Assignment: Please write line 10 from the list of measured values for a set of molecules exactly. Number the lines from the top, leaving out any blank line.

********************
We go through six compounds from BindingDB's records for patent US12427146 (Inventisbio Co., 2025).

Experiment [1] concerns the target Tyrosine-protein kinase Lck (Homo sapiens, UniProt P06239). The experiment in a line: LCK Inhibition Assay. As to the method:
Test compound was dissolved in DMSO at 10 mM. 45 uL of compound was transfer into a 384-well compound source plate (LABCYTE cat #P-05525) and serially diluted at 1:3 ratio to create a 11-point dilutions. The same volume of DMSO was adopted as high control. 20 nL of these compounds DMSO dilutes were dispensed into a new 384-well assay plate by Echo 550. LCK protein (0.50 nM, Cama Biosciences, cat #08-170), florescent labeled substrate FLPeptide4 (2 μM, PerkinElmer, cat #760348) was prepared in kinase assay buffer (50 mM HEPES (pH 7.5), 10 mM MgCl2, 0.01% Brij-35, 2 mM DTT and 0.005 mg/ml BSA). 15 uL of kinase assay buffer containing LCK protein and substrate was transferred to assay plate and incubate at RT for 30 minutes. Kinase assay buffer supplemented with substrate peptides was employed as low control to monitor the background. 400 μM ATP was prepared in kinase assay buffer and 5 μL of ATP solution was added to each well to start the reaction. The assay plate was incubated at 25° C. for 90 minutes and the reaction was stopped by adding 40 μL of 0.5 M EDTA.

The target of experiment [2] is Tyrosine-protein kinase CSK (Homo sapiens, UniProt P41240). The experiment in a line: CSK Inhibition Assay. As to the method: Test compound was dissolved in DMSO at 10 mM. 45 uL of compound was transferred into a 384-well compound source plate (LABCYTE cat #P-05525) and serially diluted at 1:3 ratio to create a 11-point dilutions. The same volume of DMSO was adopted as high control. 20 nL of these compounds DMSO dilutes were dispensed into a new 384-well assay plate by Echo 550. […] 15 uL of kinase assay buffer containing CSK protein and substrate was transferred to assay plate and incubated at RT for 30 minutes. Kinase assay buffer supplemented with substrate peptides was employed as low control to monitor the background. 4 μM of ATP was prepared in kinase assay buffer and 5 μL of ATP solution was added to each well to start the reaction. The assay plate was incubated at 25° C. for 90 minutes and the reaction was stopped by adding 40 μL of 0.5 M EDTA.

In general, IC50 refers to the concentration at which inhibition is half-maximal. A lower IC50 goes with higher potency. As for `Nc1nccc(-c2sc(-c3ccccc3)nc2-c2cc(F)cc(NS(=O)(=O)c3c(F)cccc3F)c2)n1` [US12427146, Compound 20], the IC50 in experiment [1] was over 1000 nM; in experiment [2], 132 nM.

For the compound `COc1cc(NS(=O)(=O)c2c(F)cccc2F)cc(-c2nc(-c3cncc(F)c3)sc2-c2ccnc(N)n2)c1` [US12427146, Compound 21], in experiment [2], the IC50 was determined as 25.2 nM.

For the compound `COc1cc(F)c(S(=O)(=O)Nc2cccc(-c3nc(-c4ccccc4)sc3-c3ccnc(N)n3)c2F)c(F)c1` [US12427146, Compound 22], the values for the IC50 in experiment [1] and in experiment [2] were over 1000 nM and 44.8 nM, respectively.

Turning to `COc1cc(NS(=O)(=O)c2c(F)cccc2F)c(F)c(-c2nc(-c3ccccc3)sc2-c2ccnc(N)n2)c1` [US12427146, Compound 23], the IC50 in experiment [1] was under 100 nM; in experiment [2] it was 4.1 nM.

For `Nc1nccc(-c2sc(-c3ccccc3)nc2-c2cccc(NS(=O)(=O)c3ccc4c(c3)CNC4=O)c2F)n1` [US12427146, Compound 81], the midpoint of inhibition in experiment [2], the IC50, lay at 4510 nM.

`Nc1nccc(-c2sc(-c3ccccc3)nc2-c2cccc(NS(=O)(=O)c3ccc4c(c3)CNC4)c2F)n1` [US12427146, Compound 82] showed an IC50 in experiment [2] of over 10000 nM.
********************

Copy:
`Nc1nccc(-c2sc(-c3ccccc3)nc2-c2cccc(NS(=O)(=O)c3ccc4c(c3)CNC4)c2F)n1` [US12427146, Compound 82] showed an IC50 in experiment [2] of over 10000 nM.